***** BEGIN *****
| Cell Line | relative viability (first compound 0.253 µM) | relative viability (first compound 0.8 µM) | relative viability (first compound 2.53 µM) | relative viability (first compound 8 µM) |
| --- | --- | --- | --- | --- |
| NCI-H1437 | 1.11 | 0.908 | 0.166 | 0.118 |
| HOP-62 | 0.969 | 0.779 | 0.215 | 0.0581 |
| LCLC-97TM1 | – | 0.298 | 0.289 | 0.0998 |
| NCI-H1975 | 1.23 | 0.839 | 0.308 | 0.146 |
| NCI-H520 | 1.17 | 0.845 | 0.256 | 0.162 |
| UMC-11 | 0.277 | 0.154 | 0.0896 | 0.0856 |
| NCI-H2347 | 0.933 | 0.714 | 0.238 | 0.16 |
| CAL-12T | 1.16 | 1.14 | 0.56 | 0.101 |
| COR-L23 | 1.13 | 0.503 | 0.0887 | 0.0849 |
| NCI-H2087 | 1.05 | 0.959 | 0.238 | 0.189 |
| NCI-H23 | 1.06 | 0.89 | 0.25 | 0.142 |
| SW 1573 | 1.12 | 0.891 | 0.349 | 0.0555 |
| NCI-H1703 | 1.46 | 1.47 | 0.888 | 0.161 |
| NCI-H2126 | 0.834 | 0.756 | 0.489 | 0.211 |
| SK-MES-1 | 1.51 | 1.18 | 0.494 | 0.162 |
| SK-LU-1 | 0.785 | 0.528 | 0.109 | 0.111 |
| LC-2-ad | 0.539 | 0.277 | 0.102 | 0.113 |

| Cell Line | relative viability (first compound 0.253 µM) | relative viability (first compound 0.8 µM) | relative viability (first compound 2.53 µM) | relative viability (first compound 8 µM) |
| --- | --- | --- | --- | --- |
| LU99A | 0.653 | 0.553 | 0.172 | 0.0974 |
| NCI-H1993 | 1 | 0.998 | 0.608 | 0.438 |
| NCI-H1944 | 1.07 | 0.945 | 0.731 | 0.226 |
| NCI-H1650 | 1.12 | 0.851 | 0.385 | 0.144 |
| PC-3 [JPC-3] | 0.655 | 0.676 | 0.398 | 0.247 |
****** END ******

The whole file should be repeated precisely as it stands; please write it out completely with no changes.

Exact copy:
| Cell Line | relative viability (first compound 0.253 µM) | relative viability (first compound 0.8 µM) | relative viability (first compound 2.53 µM) | relative viability (first compound 8 µM) |
| --- | --- | --- | --- | --- |
| NCI-H1437 | 1.11 | 0.908 | 0.166 | 0.118 |
| HOP-62 | 0.969 | 0.779 | 0.215 | 0.0581 |
| LCLC-97TM1 | – | 0.298 | 0.289 | 0.0998 |
| NCI-H1975 | 1.23 | 0.839 | 0.308 | 0.146 |
| NCI-H520 | 1.17 | 0.845 | 0.256 | 0.162 |
| UMC-11 | 0.277 | 0.154 | 0.0896 | 0.0856 |
| NCI-H2347 | 0.933 | 0.714 | 0.238 | 0.16 |
| CAL-12T | 1.16 | 1.14 | 0.56 | 0.101 |
| COR-L23 | 1.13 | 0.503 | 0.0887 | 0.0849 |
| NCI-H2087 | 1.05 | 0.959 | 0.238 | 0.189 |
| NCI-H23 | 1.06 | 0.89 | 0.25 | 0.142 |
| SW 1573 | 1.12 | 0.891 | 0.349 | 0.0555 |
| NCI-H1703 | 1.46 | 1.47 | 0.888 | 0.161 |
| NCI-H2126 | 0.834 | 0.756 | 0.489 | 0.211 |
| SK-MES-1 | 1.51 | 1.18 | 0.494 | 0.162 |
| SK-LU-1 | 0.785 | 0.528 | 0.109 | 0.111 |
| LC-2-ad | 0.539 | 0.277 | 0.102 | 0.113 |

| Cell Line | relative viability (first compound 0.253 µM) | relative viability (first compound 0.8 µM) | relative viability (first compound 2.53 µM) | relative viability (first compound 8 µM) |
| --- | --- | --- | --- | --- |
| LU99A | 0.653 | 0.553 | 0.172 | 0.0974 |
| NCI-H1993 | 1 | 0.998 | 0.608 | 0.438 |
| NCI-H1944 | 1.07 | 0.945 | 0.731 | 0.226 |
| NCI-H1650 | 1.12 | 0.851 | 0.385 | 0.144 |
| PC-3 [JPC-3] | 0.655 | 0.676 | 0.398 | 0.247 |